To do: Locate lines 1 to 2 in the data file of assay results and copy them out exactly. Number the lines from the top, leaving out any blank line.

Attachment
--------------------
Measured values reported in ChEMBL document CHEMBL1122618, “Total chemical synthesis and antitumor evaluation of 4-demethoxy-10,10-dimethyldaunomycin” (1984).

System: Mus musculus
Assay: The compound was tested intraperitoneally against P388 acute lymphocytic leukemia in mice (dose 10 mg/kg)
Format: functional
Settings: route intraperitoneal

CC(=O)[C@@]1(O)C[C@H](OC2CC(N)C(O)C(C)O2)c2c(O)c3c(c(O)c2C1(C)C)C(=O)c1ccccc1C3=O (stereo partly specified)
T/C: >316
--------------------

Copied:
Measured values reported in ChEMBL document CHEMBL1122618, “Total chemical synthesis and antitumor evaluation of 4-demethoxy-10,10-dimethyldaunomycin” (1984).

System: Mus musculus